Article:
Book Review: The Vorkosigan Companion

The Vorkosigan Companion: The Universe of Lois McMaster Bujold, edited by Lilian Steewart Carl and John Helfers

As a reader of many of the works of the prolific writer Lois McMaster Bujold which make up the Vorkosian Saga [1], I was curious to read this particular book, and I thought at first to see if the book was in my local library. Before I could get the book from there, I ended up seeing the book reasonably priced at a trip with a fellow fan of the series at Powell’s Book Store in downtown Portland [2] and it was the first book I decided to pick up, in the hopes that it might provide some intellectual framework for the series as a whole, a sign that the series was viewed as a serious literary creation at least approaching the level of works by Rowling, Lewis, and Tolkien.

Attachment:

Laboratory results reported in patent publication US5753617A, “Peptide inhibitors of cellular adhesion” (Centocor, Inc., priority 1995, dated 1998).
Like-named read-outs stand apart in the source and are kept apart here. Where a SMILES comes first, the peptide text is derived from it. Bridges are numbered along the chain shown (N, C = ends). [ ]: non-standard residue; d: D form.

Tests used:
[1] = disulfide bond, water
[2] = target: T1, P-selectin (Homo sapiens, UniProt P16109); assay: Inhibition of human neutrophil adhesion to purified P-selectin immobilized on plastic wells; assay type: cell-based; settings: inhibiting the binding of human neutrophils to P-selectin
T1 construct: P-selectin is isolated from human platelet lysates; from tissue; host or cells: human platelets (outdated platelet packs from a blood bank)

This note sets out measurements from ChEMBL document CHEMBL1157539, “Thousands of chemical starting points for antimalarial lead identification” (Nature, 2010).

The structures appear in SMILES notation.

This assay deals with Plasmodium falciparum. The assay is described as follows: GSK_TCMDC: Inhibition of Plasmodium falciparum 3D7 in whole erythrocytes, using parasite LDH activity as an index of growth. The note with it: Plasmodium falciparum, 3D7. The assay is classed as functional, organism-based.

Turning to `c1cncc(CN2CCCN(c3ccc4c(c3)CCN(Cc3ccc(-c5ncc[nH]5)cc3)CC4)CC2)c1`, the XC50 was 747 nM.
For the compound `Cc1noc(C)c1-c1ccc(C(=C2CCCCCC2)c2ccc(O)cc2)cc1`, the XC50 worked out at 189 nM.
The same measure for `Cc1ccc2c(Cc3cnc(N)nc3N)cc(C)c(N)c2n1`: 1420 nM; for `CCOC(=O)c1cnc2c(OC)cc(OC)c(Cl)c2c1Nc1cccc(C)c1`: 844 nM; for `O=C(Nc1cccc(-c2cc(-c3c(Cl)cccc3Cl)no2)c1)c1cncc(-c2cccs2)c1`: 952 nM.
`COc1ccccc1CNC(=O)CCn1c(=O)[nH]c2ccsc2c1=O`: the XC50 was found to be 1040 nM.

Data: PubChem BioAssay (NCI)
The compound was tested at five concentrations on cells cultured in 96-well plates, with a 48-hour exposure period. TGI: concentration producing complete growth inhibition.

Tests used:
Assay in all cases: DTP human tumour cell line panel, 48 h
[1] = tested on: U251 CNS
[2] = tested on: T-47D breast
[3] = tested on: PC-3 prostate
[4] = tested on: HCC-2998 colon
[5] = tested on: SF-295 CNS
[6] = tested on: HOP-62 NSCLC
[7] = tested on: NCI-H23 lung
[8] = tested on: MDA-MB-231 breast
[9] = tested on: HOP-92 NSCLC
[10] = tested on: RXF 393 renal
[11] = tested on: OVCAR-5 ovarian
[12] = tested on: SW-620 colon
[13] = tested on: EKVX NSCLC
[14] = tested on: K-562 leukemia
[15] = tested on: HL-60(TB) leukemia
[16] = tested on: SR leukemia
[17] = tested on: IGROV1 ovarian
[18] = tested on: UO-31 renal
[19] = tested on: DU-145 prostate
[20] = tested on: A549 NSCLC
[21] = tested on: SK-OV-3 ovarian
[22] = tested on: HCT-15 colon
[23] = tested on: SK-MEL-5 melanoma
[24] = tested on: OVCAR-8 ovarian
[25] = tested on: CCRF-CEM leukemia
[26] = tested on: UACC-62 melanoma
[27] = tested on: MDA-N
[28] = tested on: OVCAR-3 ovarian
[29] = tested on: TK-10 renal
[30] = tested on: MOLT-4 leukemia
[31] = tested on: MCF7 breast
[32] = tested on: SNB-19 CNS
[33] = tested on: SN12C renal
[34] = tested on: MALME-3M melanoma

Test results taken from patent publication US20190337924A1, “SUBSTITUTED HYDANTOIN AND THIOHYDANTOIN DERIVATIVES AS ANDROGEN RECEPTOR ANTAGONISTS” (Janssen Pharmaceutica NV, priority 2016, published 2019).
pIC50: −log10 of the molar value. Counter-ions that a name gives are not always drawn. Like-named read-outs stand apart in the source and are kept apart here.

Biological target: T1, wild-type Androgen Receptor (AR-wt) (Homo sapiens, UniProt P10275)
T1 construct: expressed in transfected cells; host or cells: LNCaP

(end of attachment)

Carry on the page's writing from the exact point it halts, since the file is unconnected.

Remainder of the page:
This book largely answers those hopes with a substantial (more than 600 pages) collection of material that does indeed treat the Vorkosigan saga as a serious body of literature, even though its information is already in need of updating because of the most recent additions to the saga (namely Cryoburn and Lord Vortrapil’s Alliance). A serious work of literary analysis with five main sections and three appendices, this work chooses to focus on several interrelated concerns dealing with the Vorkosiverse (as the universe of this saga is affectionately referred to by its fans, of which I am an admittedly recent one). Given the size of this existing volume and the likelihood of there being at least some future efforts to add to it, it seems likely that at some point this book will need to expand into two volumes.